Petya crypto ransomware actually destroys user data, sending money is pointless

    Many people write about ransomware, dubbed Petya / PetrWrap . And this is not surprising, because it is he who is the central element of the most powerful cyber attack, which affected the computers and computer networks of commercial companies, government organizations and individuals in Ukraine, Russia, Belarus and many European countries. Outwardly, Petya looks like an ordinary crypto ransomware, the authors of which promise to decrypt the user's data if he sends a ransom.

    But the reality is somewhat different. The fact is that under the guise of a crypto ransomware hides a virus-viper (ie, “eraser”), the creators of which have only one goal - the destruction of the victim's computer data. Yes, all this is masked by the requirement to send money, but still it’s not worth paying. And not only because the email to which you want to send payment information was blocked by the operator . But also because it is still pointless, the data decryption function is simply not provided here.

    "Crypto extortionist" really asks the victim about $ 300 for returning information from the hard drives of the infected computer. Attackers also scare their victims with the following text: “Do not waste your time. No one can recover your files without our decryption service.”

    The text is valid, some infected users Still, they pay a lot of cars, and now there are at least 50 Petya victims (aka ExPetr, aka NotPetya) who paid a total of $ 10,200 in dollar terms, but the affected users don’t know what evil there is no decryption service for money-launderers. Money is thrown to the wind.

    According tocybersecurity experts, for their money these users will get absolutely nothing, because there is an error in the malware code that makes it impossible to decrypt files. The company's specialists analyzed the malware code, the area that is associated with file encryption, and realized that after the disk is fully encrypted, the victim loses the opportunity to get his information back.

    The fact is that when processing the file exPetya does not create a unique installation ID for the program. Accordingly, when a victim requests payment, the user receives a completely random set of characters. Perhaps the new version of ransomware has nothing to do with the original Petya malware, since the original virus created this ID during installation. Here is the piece of code that is responsible for creating the ID.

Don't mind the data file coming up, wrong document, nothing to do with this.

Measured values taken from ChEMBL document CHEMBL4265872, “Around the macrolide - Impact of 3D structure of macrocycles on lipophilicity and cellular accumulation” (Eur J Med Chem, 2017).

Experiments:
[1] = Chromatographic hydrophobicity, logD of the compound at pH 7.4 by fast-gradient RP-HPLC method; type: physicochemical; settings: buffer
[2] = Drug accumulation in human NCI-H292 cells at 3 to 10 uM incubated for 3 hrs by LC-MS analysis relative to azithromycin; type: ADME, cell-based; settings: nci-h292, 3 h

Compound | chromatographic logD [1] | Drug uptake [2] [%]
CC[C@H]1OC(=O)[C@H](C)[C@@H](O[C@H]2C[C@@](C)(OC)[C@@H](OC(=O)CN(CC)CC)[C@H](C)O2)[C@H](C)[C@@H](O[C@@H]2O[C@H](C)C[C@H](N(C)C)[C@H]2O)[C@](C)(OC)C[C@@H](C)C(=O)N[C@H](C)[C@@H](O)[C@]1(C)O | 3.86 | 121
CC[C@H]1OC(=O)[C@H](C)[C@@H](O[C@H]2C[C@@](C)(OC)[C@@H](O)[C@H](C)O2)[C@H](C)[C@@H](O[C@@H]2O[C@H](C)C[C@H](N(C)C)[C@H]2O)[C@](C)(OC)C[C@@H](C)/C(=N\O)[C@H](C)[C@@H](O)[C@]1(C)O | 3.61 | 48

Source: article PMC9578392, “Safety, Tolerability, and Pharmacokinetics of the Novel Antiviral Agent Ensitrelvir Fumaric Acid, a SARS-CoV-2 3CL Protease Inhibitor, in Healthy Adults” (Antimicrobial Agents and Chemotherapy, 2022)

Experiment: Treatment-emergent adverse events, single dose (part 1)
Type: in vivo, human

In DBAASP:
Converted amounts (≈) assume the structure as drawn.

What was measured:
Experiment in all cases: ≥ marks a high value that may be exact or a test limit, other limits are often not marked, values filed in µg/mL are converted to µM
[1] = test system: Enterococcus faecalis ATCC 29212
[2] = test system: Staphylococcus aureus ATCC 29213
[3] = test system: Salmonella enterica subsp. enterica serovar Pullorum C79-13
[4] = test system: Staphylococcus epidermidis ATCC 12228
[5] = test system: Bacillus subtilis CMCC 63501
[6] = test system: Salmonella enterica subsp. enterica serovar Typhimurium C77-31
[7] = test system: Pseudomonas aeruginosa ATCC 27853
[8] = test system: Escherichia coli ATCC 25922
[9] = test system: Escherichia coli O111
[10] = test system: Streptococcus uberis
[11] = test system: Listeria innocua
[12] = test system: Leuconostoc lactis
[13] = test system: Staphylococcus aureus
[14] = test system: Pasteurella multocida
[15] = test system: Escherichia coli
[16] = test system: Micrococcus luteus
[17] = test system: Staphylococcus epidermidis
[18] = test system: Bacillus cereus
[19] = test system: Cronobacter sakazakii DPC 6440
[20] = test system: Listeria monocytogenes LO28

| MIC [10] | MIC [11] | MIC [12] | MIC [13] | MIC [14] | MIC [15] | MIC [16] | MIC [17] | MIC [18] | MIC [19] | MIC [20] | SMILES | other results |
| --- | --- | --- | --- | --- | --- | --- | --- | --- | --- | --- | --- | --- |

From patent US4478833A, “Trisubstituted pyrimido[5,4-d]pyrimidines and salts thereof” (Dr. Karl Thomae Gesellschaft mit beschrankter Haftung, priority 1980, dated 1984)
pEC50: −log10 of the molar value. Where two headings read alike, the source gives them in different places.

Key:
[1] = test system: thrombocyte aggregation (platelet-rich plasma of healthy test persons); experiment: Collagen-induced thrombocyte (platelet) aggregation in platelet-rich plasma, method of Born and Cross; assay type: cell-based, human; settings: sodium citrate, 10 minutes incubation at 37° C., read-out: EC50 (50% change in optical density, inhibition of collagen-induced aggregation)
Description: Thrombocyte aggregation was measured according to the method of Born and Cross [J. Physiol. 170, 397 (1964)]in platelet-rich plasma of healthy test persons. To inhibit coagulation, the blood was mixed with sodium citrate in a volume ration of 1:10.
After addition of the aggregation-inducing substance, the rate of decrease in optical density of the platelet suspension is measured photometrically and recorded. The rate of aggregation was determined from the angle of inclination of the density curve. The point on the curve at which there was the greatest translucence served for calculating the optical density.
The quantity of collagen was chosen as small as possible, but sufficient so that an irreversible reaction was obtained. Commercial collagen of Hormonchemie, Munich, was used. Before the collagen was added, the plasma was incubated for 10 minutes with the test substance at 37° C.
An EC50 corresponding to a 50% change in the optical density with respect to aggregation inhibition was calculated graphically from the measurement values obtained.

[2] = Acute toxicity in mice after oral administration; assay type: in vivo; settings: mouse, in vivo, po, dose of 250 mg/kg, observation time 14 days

The screenshot shows that the ID is randomly generated, which blocks the possibility for the victim to get a key to decrypt their files, even if it exists.

    An attacker simply has no way to extract information for decryption from a string of random characters. The 2016 Petya version encrypted the drive in such a way that it could be decrypted with a key. All operations with files and disk sectors were performed correctly. But Petya from 2017 irreversibly damages drives.

    On the left is a section of exPetr code that seems to have turned into a viper

    Moreover, in the exPetr code there is a section that is responsible for the operation of the viper. When this code section is activated, the virus completely erases user data. So, the malware overwrites the file location table (Master FAT Table) and the master boot record (Master Boot Record) of the computer on which the virus is installed. This is a distinctive feature of the new virus, which is not typical for ransomware.

    Many cyber-security people agree with the above opinion. For example, Matt Swish of Comae Technologies tellsthat Petya simply destroys data, as other wipers, including Shamoon, do it. And the goal for the developers of malicious software is completely different than the one pursued by the creators of real crypto ransomware. Everything is simple there - attackers want money. In the case of vipers, the situation is more complicated - what their creators want, only they know.

    Other features of the virus include the command to restart the infected PC an hour after infection. For this, the undocumented feature of the WinAPI NtRaiseHardError function is used .

    Also popular now: